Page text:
We're all so used to Criminal Minds, and DNA analysis on CSI and other shows, that we've forgotten what investigations must have been like before technology changed crime scene investigation. Tami Hoag's latest suspense novel, Deeper Than the Dead, takes us back to 1985, before cell phones and computers on every desk in the police station. It was also the early years of the FBI's Behavioral Sciences Unit, soon after the birth of criminal profiling, a science not yet accepted by the police. But, Hoag's FBI profiler, Vince Leone, is so skilled we forget he doesn't have all of today's tools.
Instead, he begins with a contaminated crime scene, and children. It's a small group of four fifth-graders who stumble over a woman's body in a park in Oak Knoll, California. One of them, Tommy Crane, actually fell on the mound of dirt that covered the corpse. Since the kids were all coming from school, it's their teacher, Anne Navarre, who steps in to comfort, question, and support them. It doesn't take long for the sheriff's department to call in the FBI, when they discover the woman's connection to another missing woman. And, Leone, still suffering from the aftermath of a shooting, agrees to work with them, on his own time.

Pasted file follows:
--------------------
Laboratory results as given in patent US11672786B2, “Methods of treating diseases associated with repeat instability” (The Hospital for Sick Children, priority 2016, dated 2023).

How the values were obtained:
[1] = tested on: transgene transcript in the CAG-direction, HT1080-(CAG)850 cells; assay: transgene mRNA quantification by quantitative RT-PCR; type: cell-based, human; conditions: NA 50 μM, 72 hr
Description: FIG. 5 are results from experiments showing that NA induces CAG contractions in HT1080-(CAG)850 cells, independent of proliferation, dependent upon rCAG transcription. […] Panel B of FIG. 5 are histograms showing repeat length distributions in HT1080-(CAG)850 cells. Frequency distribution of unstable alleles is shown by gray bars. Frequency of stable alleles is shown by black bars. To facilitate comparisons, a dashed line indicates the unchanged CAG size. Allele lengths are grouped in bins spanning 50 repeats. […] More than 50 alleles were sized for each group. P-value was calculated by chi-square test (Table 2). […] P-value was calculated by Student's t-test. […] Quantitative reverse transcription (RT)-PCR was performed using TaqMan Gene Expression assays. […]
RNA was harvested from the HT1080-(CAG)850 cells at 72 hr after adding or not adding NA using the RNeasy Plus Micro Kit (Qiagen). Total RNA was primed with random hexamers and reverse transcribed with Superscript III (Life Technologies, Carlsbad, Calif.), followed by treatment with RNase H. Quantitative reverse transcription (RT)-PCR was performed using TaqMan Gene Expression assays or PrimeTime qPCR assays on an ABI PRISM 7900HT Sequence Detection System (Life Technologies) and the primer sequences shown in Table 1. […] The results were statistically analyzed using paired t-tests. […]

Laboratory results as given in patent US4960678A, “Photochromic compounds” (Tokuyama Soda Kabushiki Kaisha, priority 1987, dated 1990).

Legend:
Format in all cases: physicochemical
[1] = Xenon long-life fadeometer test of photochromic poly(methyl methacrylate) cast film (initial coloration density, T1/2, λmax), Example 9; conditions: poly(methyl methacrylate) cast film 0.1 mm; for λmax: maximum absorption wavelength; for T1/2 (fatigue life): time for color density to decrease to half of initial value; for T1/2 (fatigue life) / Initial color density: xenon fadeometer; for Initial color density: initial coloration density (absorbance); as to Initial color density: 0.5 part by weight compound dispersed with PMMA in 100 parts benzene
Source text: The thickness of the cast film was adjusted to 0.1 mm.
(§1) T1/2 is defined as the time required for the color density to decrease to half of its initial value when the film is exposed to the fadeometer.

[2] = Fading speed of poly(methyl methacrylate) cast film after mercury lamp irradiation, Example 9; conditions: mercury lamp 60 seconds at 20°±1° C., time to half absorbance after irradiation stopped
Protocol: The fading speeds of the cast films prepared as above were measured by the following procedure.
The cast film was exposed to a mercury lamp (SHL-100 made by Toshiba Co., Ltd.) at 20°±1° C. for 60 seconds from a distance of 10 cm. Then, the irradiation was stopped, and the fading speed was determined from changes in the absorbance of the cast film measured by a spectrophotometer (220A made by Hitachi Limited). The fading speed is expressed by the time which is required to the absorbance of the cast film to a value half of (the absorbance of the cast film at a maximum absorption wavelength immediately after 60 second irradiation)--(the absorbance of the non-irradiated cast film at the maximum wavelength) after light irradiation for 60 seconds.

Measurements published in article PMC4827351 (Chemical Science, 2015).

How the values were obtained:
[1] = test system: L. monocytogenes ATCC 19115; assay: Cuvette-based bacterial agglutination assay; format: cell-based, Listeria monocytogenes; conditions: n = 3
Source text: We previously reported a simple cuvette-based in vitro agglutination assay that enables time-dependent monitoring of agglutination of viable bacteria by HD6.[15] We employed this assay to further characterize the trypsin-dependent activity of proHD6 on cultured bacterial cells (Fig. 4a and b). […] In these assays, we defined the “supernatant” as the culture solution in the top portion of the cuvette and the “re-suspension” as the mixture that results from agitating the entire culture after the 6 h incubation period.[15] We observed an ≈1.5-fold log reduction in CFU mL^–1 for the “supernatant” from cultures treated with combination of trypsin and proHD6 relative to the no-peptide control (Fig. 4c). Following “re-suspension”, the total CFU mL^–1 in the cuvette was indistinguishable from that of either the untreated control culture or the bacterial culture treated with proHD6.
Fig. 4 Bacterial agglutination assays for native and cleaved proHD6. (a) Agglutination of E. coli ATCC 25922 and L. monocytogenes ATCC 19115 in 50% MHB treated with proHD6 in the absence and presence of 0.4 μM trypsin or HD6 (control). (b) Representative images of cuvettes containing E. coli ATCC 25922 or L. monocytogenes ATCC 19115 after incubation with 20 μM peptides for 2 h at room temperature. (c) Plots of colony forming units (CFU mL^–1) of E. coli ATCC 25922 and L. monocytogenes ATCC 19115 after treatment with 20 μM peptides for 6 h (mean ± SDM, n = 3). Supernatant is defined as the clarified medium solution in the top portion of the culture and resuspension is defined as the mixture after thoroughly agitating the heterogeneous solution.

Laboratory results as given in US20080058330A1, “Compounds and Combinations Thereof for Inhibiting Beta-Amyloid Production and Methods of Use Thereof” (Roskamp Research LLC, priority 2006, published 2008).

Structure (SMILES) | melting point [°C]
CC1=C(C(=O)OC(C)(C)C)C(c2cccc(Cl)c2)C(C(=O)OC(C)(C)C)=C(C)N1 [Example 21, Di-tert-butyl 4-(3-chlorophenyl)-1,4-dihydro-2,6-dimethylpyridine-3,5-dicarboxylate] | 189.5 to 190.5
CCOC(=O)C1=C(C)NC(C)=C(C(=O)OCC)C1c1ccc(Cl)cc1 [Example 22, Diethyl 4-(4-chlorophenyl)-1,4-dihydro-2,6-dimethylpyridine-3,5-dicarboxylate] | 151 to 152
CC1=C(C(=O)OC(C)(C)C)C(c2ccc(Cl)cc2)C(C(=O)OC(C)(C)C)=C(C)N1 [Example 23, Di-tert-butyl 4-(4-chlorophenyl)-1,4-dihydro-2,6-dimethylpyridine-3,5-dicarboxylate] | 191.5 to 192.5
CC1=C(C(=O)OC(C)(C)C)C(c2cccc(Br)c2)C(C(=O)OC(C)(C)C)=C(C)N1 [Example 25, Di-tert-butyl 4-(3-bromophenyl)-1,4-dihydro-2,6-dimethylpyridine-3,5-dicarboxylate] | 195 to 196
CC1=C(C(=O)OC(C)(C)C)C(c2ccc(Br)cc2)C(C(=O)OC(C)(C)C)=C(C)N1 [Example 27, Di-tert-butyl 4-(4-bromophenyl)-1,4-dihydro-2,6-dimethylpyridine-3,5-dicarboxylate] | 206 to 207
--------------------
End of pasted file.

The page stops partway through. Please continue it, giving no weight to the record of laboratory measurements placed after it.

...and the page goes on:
Hoag skillfully intertwines the investigation with the stories of the children, their families, and Anne Navarre. It's a fascinating look at the effect of family life on an individual, a study that was in its infancy in 1985. Residents thought they knew Oak Knoll as a safe, college community. But, no one really knows what goes on behind the scenes in a family, as Anne finds to her horror.
Vince Leone is a flawed hero, suffering from unknown aftereffects as a result of shrapnel in his brain. But, he's just one of the intriguing characters in this book. Hoag's suspense novel is a study of characters. She shines with the characters of Vince, Anne, the children, and the police. The greatest weakness in the book is actually in the villain, and his motivation. The book wraps up too quickly, without enough emphasis on the villain, and reasons for the murders. Those connections are weak. But, Hoag's portrayal of the other characters makes up for that weakness.
Despite the weakness, if you want to kick off the new year with a riveting page-turner, Tami Hoag's Deeper Than the Dead should work.
Tami Hoag's website is www.tamihoag.com
Deeper Than the Dead by Tami Hoag. Dutton, ©2009. ISBN 9780525951308 (hardcover), 432p.
FTC Full Disclosure - I received my review copy of the book from Tami Hoag's publicist at Dutton, in hopes I would review it.
(One more thing about me you didn't know - #6. I'm a big fan of Criminal Minds, watching reruns in bed at night. It made me feel good to have author Alan Jacobson confirm that the shows are accurate in the portrayal of the BSU, minus the jet and private offices, of course.)